University of Wyoming President Discusses Agenda as Third Year Begins

Ed Seidel details programs to strengthen UW’s impact on state, goal to become top research university (Part 2)

  • Published In: Columns
  • Last Updated: Oct 22, 2022

By Kaycee Clark-Mellott

Special to the Wyoming Truth

LARAMIE, Wyo.—  When President Ed Seidel arrived at the University of Wyoming in 2020, he confronted a myriad of challenges: the COVID-19 pandemic, budget cuts and an online campus. Two years later, Seidel is hitting his stride and working toward transforming UW into a top-flight research institution.

Seidel spoke about his decision to come to Wyoming and hopes for UW’s future in the first part of his interview with the Wyoming Truth, which was published yesterday. What follows are excerpts from the second part of the interview.

How is UW participating in the Wyoming Innovation Partnership (WIP)?  

Seidel: We want to make sure that we sharpen our focus on having as much impact as possible on the state of Wyoming. . . For example, making sure that our agriculture programs are not only support the existing markets of the state around agriculture, but where is it going? How does technology impact it? How does computing impact that? How do we make it more efficient? With the blockchain and new financial models, how do they impact that?

Secondly, looking at other markets like hospitality and tourism. We created a new program around hospitality and tourism that we would specifically think would have more impact on the state’s economy. The new School of Computing and the Center for Entrepreneurship and Innovation are aimed at planting the seeds and the foundation for growth in the state. Also, to provide more opportunities for our students so that they don’t leave the state and have more opportunities to stay in the state.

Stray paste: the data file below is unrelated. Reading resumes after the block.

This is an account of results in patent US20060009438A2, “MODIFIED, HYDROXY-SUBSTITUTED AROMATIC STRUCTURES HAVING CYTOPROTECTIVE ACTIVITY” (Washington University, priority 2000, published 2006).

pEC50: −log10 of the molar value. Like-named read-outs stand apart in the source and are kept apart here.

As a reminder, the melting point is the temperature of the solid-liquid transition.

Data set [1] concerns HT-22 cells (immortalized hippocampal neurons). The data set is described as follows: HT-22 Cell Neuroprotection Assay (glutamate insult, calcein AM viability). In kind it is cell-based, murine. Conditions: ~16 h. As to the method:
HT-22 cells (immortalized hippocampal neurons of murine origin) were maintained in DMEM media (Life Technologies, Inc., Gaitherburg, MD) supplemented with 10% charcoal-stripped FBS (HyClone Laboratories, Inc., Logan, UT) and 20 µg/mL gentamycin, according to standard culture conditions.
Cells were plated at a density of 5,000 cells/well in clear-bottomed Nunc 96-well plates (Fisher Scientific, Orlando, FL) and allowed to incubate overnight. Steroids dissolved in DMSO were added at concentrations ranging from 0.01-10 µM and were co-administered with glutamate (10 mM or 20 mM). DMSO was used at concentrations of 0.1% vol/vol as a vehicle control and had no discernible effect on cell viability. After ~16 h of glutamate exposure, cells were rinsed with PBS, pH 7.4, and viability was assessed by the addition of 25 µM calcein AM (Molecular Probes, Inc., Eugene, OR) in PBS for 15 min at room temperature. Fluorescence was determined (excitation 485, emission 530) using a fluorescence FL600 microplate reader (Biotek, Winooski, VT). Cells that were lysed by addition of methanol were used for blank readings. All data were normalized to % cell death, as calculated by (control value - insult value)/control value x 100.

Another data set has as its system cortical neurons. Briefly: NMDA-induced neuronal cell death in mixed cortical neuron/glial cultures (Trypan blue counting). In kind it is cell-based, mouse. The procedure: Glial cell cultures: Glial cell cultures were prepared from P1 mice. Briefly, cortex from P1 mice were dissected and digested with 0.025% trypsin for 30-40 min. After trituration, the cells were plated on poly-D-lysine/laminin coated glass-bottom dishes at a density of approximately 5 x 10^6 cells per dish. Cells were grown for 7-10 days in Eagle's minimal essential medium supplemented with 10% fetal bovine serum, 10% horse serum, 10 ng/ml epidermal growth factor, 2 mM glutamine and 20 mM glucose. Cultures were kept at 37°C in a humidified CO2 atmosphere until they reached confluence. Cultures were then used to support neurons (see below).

How has UW bounced back from some of its budget cuts? 

Seidel: I was insistent that we don’t just cut programs, but we think about how we sort of pivot to create new programs, even in the face of a financial crisis, that we know are going to help us dig out of the hole in the longer term, such as the School of Computing and the Center for Entrepreneurship which also includes corporate partnerships. We aimed at laying that foundation to help us dig back out.

We have a new VP for research who comes from the National Institute of Food and Agriculture, and he knows a lot about how agriculture is being transformed by technology, robotics, drones, computing, big data approaches . . . That’s one example of where I think we’re beginning to bounce back. We’re creating that program around computing and entrepreneurship [to] provide new opportunities for students and provide them with skill and new revenues . . .   

As President Ed Seidel enters his third year leading the University of Wyoming, he brings an ambitious agenda to turn UW into a nationally recognized research institution.  (Courtesy photo from the University of Wyoming)

At the state level last year, we had $50 million in budget cuts. The next year, we managed to achieve $185 million in additional funding beyond the standard block grant that we had. . . . Even in the off cycle for budgets, we’ve got proposals for more salary raises. We just have to come to grips with the fact that our staff are just underpaid, and we have to address this. Faculty also need to have some salary raises, not just staff.